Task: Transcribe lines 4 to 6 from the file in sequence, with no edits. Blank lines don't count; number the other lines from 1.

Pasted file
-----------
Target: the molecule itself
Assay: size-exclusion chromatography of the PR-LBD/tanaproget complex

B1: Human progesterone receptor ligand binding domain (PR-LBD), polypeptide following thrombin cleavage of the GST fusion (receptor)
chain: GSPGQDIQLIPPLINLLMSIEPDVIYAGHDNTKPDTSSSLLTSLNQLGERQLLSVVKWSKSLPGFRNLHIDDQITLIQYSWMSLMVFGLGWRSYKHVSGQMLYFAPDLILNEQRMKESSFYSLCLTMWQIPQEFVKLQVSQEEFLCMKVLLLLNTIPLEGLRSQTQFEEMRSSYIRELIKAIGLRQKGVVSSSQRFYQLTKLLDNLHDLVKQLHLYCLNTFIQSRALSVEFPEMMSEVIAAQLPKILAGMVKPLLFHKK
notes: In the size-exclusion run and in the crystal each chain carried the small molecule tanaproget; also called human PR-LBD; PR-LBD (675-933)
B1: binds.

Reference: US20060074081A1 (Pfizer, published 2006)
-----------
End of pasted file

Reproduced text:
chain: GSPGQDIQLIPPLINLLMSIEPDVIYAGHDNTKPDTSSSLLTSLNQLGERQLLSVVKWSKSLPGFRNLHIDDQITLIQYSWMSLMVFGLGWRSYKHVSGQMLYFAPDLILNEQRMKESSFYSLCLTMWQIPQEFVKLQVSQEEFLCMKVLLLLNTIPLEGLRSQTQFEEMRSSYIRELIKAIGLRQKGVVSSSQRFYQLTKLLDNLHDLVKQLHLYCLNTFIQSRALSVEFPEMMSEVIAAQLPKILAGMVKPLLFHKK
notes: In the size-exclusion run and in the crystal each chain carried the small molecule tanaproget; also called human PR-LBD; PR-LBD (675-933)
B1: binds.